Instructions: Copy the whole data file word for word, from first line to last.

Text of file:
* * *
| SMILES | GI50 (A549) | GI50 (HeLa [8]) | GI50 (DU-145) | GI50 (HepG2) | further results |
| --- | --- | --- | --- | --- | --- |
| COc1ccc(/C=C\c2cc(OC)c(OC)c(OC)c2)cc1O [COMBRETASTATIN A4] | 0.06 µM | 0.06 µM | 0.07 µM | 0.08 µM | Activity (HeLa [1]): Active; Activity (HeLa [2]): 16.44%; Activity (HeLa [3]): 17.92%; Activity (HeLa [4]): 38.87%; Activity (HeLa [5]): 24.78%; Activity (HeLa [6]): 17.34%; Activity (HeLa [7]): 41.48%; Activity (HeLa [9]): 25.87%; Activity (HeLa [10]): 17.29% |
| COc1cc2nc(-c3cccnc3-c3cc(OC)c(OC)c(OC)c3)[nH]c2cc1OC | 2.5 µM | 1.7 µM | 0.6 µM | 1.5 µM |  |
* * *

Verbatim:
| SMILES | GI50 (A549) | GI50 (HeLa [8]) | GI50 (DU-145) | GI50 (HepG2) | further results |
| --- | --- | --- | --- | --- | --- |
| COc1ccc(/C=C\c2cc(OC)c(OC)c(OC)c2)cc1O [COMBRETASTATIN A4] | 0.06 µM | 0.06 µM | 0.07 µM | 0.08 µM | Activity (HeLa [1]): Active; Activity (HeLa [2]): 16.44%; Activity (HeLa [3]): 17.92%; Activity (HeLa [4]): 38.87%; Activity (HeLa [5]): 24.78%; Activity (HeLa [6]): 17.34%; Activity (HeLa [7]): 41.48%; Activity (HeLa [9]): 25.87%; Activity (HeLa [10]): 17.29% |
| COc1cc2nc(-c3cccnc3-c3cc(OC)c(OC)c(OC)c3)[nH]c2cc1OC | 2.5 µM | 1.7 µM | 0.6 µM | 1.5 µM |  |